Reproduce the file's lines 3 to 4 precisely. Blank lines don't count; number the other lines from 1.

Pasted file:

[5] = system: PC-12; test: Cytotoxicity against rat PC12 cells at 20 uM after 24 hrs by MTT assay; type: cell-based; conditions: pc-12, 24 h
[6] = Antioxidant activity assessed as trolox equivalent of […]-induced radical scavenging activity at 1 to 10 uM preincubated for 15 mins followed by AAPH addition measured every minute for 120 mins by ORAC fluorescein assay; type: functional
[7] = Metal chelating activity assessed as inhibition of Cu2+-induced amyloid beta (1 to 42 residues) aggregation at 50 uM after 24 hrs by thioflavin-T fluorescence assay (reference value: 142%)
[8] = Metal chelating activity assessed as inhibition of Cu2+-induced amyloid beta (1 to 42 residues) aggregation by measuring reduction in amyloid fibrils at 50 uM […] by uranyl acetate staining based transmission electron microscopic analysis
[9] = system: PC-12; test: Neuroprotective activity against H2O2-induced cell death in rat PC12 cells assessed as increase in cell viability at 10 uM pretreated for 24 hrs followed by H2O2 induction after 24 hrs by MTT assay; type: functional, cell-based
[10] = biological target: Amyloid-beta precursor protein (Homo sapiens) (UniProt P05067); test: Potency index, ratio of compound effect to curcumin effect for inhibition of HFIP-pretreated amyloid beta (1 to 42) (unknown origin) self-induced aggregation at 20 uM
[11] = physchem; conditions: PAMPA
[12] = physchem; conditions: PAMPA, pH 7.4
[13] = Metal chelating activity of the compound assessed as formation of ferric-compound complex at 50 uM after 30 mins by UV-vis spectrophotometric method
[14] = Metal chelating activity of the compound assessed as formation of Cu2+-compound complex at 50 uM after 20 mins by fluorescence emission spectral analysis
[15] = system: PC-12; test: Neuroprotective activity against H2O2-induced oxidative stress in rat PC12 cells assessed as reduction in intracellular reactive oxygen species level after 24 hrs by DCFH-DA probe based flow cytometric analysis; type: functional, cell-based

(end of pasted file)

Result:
[7] = Metal chelating activity assessed as inhibition of Cu2+-induced amyloid beta (1 to 42 residues) aggregation at 50 uM after 24 hrs by thioflavin-T fluorescence assay (reference value: 142%)
[8] = Metal chelating activity assessed as inhibition of Cu2+-induced amyloid beta (1 to 42 residues) aggregation by measuring reduction in amyloid fibrils at 50 uM […] by uranyl acetate staining based transmission electron microscopic analysis